A Second Helping Of Blood Sausage
Folks who are normally within range of my voice are probably sick to death of hearing about this, but it looks like Wasteland 2, a proper sequel to one of the early touchstones of computer RPGs, is on it’s way.
Wasteland was created by Interplay, same folks who brought us the probably-more-well-known The Bard’s Tale. Sadly, Wasteland is rarely mentioned when most people talk about RPGs that defined the genre, but it’s just as relevant because it made games like Skyrim, Mass Effect, and Fallout 3 possible.
In fact, it’s specifically because of Wasteland that we have Fallout 3. Fallout and Fallout 2 were made by Interplay as well, and according to Brian Fargo, were spiritual successors to Wasteland and not direct sequels because Interplay didn’t own the rights to the Wasteland name (Notice the little “EOA” at the bottom of the box cover art? That’s Electronic Arts when they were known as Electronic Arts, which should say a lot about why the Wasteland name was sealed away).
The thing about Wasteland is that it’s not high-fantasy. I played a lot of RPGs on the C64 – Phantasie, The Bard’s Tale, SSI’s Gold Box D&D Series, and more – most of which were Tolkien-inspired lands of castles, elves and dragons. Wasteland was about mutants and nuclear holocaust, which in the Cold War 80’s was a very real possibility. If memory serves me, the game also had a sense of humor – the title of this post is taken from a description you’d get when you scored a critical hit on a target, which would explode “like a blood sausage”.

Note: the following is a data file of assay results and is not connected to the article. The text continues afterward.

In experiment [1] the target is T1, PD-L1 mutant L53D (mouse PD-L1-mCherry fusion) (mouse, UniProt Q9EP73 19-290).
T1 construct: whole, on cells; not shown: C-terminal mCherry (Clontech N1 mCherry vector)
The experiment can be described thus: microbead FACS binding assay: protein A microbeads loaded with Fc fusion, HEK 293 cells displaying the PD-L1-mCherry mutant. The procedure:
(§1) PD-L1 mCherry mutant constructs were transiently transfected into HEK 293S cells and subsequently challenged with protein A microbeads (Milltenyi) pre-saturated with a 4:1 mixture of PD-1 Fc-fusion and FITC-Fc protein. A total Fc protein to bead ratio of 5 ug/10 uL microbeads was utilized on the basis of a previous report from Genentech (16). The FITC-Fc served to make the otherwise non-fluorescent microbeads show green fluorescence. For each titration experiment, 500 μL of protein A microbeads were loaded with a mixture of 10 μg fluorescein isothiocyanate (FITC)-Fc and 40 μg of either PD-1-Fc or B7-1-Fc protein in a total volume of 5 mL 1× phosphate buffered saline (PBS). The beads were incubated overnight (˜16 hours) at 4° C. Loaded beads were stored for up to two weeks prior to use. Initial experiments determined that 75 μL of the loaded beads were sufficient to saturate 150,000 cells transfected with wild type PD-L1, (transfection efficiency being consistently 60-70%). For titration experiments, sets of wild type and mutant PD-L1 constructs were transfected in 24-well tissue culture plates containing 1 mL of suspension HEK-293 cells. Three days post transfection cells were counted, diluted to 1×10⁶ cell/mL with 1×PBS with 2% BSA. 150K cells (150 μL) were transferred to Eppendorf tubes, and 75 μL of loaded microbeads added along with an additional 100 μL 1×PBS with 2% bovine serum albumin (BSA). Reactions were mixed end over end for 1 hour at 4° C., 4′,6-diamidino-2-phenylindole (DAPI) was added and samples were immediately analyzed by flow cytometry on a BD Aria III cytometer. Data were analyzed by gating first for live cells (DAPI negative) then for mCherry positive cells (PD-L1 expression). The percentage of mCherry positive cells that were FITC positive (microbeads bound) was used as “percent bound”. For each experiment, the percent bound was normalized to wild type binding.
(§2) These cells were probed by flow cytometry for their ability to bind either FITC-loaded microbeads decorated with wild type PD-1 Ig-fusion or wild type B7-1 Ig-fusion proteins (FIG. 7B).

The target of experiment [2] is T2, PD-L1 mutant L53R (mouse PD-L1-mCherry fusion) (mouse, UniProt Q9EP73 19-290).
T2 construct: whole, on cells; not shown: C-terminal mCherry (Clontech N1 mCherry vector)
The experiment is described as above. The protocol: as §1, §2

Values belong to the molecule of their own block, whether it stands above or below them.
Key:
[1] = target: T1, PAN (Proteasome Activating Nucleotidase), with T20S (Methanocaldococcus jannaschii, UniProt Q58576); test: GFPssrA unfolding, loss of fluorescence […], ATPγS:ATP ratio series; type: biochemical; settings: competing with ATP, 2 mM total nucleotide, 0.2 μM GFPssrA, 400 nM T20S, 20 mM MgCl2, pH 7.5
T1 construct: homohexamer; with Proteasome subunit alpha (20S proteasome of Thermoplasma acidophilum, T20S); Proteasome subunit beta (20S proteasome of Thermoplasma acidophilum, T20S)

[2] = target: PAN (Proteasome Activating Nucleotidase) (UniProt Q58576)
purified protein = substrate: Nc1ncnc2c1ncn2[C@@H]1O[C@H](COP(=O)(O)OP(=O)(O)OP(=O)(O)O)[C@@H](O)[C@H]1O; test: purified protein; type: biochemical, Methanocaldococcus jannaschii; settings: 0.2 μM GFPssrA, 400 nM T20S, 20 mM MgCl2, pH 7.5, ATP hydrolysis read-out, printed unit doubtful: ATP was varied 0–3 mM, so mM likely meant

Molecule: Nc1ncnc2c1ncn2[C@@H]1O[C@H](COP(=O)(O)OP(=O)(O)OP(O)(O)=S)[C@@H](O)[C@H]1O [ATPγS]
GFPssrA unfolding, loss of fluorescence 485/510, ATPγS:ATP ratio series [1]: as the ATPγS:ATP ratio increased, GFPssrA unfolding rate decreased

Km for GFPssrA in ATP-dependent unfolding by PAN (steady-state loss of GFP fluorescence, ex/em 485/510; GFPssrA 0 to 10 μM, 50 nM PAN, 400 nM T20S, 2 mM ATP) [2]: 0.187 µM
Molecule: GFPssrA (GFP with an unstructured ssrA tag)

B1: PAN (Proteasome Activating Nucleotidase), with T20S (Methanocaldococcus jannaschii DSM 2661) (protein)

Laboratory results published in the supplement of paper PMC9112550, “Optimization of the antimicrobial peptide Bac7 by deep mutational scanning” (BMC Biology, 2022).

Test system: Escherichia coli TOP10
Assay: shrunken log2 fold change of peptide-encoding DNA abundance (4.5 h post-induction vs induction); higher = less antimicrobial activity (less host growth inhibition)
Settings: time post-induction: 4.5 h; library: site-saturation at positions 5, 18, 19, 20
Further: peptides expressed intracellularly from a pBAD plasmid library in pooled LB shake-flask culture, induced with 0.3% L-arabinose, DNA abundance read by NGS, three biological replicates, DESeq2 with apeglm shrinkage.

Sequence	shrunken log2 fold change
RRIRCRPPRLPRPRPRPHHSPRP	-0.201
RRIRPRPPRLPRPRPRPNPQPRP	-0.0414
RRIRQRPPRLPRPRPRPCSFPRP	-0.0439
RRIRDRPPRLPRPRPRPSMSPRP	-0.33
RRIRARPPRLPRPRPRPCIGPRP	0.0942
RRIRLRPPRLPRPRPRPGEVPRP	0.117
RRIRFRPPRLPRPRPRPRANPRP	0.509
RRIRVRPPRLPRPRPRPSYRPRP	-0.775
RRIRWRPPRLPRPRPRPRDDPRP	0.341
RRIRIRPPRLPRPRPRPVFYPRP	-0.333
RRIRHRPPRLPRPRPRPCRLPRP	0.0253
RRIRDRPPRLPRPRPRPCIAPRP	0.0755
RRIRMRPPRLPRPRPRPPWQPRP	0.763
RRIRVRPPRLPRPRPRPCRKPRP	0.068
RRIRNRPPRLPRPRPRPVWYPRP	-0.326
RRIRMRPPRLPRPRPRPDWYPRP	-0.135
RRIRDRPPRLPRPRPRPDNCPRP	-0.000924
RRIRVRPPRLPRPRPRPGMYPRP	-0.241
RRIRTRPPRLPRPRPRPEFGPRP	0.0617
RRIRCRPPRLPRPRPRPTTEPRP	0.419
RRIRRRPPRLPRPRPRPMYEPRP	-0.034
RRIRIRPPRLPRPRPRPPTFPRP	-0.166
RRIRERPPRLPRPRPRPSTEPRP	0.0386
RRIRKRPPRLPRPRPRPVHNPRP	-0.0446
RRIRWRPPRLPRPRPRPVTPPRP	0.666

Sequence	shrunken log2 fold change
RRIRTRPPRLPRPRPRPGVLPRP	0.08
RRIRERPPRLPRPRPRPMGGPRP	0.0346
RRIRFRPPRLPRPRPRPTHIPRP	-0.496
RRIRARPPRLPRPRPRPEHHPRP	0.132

I’ve tried to replay several games that I enjoyed in my youth, but I realize that it’s a mistake to attempt such a thing. Nostalgia isn’t a crystal clear remembrance, and few things hold up down the road in the ways we seem to remember them. Case in point: I recently downloaded The Bard’s Tale for the iPad, which includes the original 1980’s version! I was excited until I loaded it up and was slaughtered outside the guild hall. That game is really fucking difficult – but not really. I just don’t remember it requiring so much prep work, a fact which I blame on today’s RPGs which start you off as a virtual badass, and not an unequipped nobody who gets kicked around by goddamn kobolds like The Bard’s Tale does. That’s why I’m excited that we’re not getting Wasteland, but a real sequel to a game (I think) I really loved back in those days, but updated for modern times. Because it’s Fargo and crew who will be working on it, it’s going to be true to the original…just more updated.
The finishing touch on this is rather amusing. The game is being funded via Kickstarter, which I wrote about yesterday. Tim Schafer’s Double Fine development company raised over $3m USD via Kickstarter, and after 3 days, Fargo has raised a little over $1m USD. If you check out their Kickstarter page and watch the (pretty funny) video pitch, you’ll see that Fargo took the Wasteland pitch to several publishers – all of whom turned it down. I know $1m isn’t a lot to the likes of EA or Activision or other publishers, but I’d assume they turned it down because they didn’t think people would be interested in a sequel to a 20+ year old game. Except the almost 19,000 people who have now dedicated, on average, $60 a piece to get this project going. That’s the 19,000 people who probably would have paid $60 a piece for this game on their platform of choice. That’s 19,000 people who won’t be paying a publisher for any part of this project.
And there’s 32 more days left on the project, which has already exceeded it’s funding requirements. So, thanks, publishers, for passing this one up and for allowing inXile to bring it direct to us, and not languish in your development hell any longer.